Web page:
I have thought some of these things for a while. Thoughts? Opinions?
From Adam Grant on LinkedIn
Not long ago, the CEO of a sales company mentioned that he was spending millions of dollars to train his employees in emotional intelligence. He asked if it was possible to assess emotional intelligence during the interview process, which would allow him to hire salespeople who already excelled in this area.
I said yes, it can be done—but I wouldn’t recommend doing it.
Warning: if you’re a devoted member of an emotional intelligence cult, you may have a strong negative reaction to the data in this post. In case that happens, I’ve offered some guidance at the bottom on how to respond.
To make sure we’re on the same page, let’s be clear about what emotional intelligence is. Experts agree that it has three major elements: perceiving, understanding, and regulating emotions. Perceiving emotions is your ability to recognize different feelings. When looking at someone’s face, do you know the difference between joy and contentment, anxiety and sadness, or surprise and contempt? Understanding emotions is how well you identify the causes and consequences of different feelings. For example, can you figure out what will make your colleagues frustrated versus angry? Frustration occurs when people are blocked from achieving a goal; anger is a response to being mistreated or wronged. Regulating emotions is your effectiveness in managing what you and others feel. If you have a bad day but need to give an inspiring speech, can you psych yourself up and motivate your audience anyway?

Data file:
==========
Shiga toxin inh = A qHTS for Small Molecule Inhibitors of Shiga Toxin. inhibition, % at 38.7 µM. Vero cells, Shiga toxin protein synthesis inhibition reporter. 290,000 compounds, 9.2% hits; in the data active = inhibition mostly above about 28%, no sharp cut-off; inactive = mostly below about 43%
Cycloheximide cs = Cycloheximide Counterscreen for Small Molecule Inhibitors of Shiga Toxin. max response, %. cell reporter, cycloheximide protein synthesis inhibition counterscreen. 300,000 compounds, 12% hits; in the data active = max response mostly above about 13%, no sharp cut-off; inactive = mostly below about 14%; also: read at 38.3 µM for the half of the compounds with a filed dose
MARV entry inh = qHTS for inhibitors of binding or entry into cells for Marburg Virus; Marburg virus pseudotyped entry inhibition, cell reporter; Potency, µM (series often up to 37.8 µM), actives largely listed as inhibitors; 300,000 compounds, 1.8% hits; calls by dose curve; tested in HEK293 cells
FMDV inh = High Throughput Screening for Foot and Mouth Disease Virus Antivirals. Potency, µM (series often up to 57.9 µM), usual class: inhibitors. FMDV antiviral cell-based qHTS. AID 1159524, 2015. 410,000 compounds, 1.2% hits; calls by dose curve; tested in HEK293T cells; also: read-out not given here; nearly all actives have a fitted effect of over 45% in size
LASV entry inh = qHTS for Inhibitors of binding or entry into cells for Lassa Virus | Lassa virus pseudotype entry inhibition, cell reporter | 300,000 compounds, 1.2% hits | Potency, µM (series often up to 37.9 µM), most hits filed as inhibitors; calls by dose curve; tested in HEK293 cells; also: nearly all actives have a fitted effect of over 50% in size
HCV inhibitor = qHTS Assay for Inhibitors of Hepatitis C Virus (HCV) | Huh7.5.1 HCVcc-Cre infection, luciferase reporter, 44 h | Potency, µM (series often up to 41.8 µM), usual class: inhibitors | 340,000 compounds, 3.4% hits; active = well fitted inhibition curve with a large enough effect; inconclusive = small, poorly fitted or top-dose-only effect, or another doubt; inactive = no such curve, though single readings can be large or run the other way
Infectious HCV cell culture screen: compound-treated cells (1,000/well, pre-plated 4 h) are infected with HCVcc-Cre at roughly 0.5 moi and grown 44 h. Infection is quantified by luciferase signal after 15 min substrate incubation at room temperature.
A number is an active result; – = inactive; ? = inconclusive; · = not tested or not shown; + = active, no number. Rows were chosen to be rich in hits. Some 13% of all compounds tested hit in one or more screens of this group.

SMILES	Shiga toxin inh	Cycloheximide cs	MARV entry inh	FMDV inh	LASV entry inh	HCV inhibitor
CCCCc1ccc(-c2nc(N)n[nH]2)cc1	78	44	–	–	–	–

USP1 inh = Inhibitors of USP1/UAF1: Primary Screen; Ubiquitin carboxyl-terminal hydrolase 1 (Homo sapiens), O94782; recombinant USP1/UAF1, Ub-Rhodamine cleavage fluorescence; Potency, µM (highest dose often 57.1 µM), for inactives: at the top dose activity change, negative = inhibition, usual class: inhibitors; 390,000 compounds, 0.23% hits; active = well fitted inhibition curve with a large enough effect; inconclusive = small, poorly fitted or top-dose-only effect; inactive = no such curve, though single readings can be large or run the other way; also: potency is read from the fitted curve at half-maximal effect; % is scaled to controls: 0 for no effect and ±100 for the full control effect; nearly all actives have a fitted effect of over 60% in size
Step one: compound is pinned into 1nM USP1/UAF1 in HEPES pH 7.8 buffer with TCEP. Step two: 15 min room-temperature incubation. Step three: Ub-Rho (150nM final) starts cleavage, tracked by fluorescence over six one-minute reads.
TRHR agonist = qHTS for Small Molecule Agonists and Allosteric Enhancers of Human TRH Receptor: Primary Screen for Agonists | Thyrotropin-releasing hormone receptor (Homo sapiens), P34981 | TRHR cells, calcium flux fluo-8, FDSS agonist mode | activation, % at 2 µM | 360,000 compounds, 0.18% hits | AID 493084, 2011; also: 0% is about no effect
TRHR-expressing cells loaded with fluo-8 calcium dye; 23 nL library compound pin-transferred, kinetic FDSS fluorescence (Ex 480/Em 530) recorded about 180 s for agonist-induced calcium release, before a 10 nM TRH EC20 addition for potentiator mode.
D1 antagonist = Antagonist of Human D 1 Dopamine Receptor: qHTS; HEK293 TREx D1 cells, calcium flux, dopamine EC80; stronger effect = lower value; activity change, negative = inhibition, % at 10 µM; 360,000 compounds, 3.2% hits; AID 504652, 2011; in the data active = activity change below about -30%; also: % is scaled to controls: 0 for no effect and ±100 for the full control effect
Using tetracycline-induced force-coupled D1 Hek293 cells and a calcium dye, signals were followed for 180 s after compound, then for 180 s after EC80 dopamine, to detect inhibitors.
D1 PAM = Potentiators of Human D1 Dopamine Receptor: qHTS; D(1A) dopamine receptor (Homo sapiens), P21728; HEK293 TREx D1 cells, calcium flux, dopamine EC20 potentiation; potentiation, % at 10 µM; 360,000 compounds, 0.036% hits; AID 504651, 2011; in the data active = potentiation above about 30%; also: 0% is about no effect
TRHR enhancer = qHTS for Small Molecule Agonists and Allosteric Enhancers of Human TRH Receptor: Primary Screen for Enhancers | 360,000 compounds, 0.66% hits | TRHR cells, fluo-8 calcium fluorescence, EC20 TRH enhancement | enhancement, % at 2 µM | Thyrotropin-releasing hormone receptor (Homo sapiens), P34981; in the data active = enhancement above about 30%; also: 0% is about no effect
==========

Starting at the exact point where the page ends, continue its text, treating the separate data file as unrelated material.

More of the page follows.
I told the CEO that although these skills could be useful in sales, he’d be better off assessing cognitive ability. That’s traditional intelligence: the capability to reason and solve verbal, logical, and mathematical problems. Salespeople with high cognitive ability would be able to analyze information about customer needs and think on their feet to keep customers coming back. The CEO was convinced that emotional intelligence would matter more.
To see who was right, we designed a study. Working with Dane Barnes of Optimize Hire, we gave hundreds of salespeople two validated tests of emotional intelligence that measured their abilities to perceive, understand, and regulate emotions. We also gave them a five-minute test of their cognitive ability, where they had to solve a few logic problems. Then, we tracked their sales revenue over several months.
Cognitive ability was more than five times more powerful than emotional intelligence. The average employee with high cognitive ability generated annual revenue of over $195,000, compared with $159,000 for those with moderate cognitive ability and $109,000 for those with low cognitive ability. Emotional intelligence added nothing after measuring cognitive ability.
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